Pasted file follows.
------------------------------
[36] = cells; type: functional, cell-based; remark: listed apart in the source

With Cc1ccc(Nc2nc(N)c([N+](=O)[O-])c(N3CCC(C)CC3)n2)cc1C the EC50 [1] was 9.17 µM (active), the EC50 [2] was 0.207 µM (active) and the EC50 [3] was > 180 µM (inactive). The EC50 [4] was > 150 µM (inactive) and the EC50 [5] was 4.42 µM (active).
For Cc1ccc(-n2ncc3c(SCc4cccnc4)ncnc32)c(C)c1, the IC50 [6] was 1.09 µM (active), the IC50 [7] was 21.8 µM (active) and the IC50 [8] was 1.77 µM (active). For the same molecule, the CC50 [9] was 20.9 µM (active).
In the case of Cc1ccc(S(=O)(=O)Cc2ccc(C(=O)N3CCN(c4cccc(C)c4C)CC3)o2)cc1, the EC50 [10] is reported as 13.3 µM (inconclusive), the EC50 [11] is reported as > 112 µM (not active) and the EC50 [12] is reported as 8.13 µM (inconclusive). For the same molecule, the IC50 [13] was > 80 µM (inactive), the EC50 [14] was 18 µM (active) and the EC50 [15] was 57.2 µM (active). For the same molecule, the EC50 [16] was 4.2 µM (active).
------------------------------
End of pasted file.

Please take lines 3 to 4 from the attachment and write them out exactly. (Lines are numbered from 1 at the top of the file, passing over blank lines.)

For Cc1ccc(-n2ncc3c(SCc4cccnc4)ncnc32)c(C)c1, the IC50 [6] was 1.09 µM (active), the IC50 [7] was 21.8 µM (active) and the IC50 [8] was 1.77 µM (active). For the same molecule, the CC50 [9] was 20.9 µM (active).
In the case of Cc1ccc(S(=O)(=O)Cc2ccc(C(=O)N3CCN(c4cccc(C)c4C)CC3)o2)cc1, the EC50 [10] is reported as 13.3 µM (inconclusive), the EC50 [11] is reported as > 112 µM (not active) and the EC50 [12] is reported as 8.13 µM (inconclusive). For the same molecule, the IC50 [13] was > 80 µM (inactive), the EC50 [14] was 18 µM (active) and the EC50 [15] was 57.2 µM (active). For the same molecule, the EC50 [16] was 4.2 µM (active).